NEW YORK -- Thirty-eight former students of an Orthodox Jewish school in New York City operated by Yeshiva University sued Thursday over claims they were molested by two prominent rabbis in the 1960s, '70s and '80s.
The suit, filed in state Supreme Court in Manhattan, alleges that the university failed to protect students at Yeshiva University High School for Boys and promoted one of the rabbis to principal even after receiving abuse reports.
A Yeshiva University spokesperson declined to comment, citing a school policy against speaking publicly about litigation.
The lawsuit is one of hundreds that have been filed over child sexual abuse allegations since last week, when New York state opened a one-year window for suits previously barred by the state's statute of limitations.
During a news conference Thursday, three of the alleged victims, flanked by their lawyers, spoke about disturbing behavior they say went on for decades.
"I didn't even understand at the time that this was sexual abuse; I just knew that this guy was putting his hands all over me," said Barry Singer, 61, speaking of one of the rabbis he said kept reaching into the boy's pants, even in school hallways.
The Associated Press doesn't typically identify people who say they are victims of sexual abuse unless they choose to be named.
One of the accused rabbis, George Finkelstein, targeted children of Holocaust survivors, according to the lawsuit, telling them they would increase their parents' suffering if they spoke about the abuse. The other, Rabbi Macy Gordon, who taught Jewish studies, allegedly sodomized boys in a "vicious and sadistic" manner using objects, the lawsuit says. Gordon died in 2017 in Israel. Both he and Finkelstein have denied the allegations in the past.
Finkelstein was promoted from the school's assistant principal to principal even after some of the boys' parents reported the alleged abuse to school officials, the plaintiffs said. He eventually moved to Israel, where he worked at Jerusalem's Great Synagogue. Calls to the synagogue rang unanswered Thursday.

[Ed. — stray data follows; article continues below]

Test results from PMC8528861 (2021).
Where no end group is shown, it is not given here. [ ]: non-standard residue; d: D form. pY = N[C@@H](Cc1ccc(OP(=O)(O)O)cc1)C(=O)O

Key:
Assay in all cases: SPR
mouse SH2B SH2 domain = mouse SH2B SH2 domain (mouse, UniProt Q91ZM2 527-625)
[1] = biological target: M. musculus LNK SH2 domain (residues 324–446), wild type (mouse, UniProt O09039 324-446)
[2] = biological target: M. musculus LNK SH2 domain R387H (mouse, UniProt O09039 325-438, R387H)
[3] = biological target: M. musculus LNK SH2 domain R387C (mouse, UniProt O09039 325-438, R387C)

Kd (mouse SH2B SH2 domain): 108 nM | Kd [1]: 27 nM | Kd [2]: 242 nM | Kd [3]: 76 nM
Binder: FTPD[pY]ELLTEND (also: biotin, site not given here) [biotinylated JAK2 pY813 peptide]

Thirty-four of the plaintiffs attempted to sue Yeshiva University for sexual abuse and facilitating sexual abuse in 2013 but the case went nowhere because it was barred by the statute of limitations at the time. On Thursday, one of their attorneys, Kevin Mulhearn, called the plaintiffs "trailblazers."
David Bressler, 51, said the abuse he suffered while a student in the early '80s led him to abandon his religion that now rekindles memories of the abuse. He has no contact with his parents and other relatives who are observant Jews. When he married his Jewish wife a decade ago, he made her promise not to raise their children in the Jewish faith.
He said he still doesn't tuck in his shirt, a habit he started in high school to make it more difficult for his abuser to put his hand down his pants. Bressler once punched Finkelstein while he says the rabbi was sexually "wrestling" with him.
Now there are days he can't bear being on a crowded subway because "I can't stand being touched by people."
"So you don't even realize what the long-term impact is," said Bressler, a father of two.
Yeshiva University, which calls itself "the world's premier Jewish institution for higher learning," has trained both secular and religious leaders for the past century. With four campuses in Manhattan, the university operates the Albert Einstein College of Medicine, the Benjamin Cardozo School of Law and other schools that attract a mix of Jewish and non-Jewish students.
The high school, also known as the Marsha Stern Talmudical Academy, has taught boys since 1916. It's considered the first academic Jewish high school in the U.S. and the first to offer both Jewish and secular studies.